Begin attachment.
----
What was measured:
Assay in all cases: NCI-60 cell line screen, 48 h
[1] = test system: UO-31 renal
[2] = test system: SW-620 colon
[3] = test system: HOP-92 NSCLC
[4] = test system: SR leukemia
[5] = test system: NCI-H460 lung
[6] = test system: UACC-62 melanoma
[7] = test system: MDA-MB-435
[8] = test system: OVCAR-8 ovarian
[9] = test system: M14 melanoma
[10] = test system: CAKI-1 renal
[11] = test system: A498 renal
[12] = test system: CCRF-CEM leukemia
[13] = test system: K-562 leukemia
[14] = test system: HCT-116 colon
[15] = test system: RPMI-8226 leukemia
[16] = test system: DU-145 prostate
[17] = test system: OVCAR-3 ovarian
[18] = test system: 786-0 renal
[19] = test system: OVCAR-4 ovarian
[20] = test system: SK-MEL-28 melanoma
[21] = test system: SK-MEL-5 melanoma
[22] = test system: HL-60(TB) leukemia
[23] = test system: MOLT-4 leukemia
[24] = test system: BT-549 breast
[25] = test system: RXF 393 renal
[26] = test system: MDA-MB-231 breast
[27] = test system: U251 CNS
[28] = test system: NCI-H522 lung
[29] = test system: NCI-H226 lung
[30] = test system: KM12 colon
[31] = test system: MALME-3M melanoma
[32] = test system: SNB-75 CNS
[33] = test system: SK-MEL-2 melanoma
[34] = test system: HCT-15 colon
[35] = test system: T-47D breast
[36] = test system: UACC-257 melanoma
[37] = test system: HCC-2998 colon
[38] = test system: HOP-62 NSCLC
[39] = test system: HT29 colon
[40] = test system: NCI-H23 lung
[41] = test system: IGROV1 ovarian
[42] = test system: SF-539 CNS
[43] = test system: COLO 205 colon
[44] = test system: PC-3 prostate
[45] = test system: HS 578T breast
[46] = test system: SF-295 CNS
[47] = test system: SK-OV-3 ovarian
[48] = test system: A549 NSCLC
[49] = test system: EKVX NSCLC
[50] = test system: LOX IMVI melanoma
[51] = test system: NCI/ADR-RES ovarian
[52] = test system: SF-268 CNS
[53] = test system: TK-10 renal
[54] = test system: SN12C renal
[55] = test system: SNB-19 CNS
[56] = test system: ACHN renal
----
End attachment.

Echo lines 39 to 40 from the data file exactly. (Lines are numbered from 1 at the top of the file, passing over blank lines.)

[37] = test system: HCC-2998 colon
[38] = test system: HOP-62 NSCLC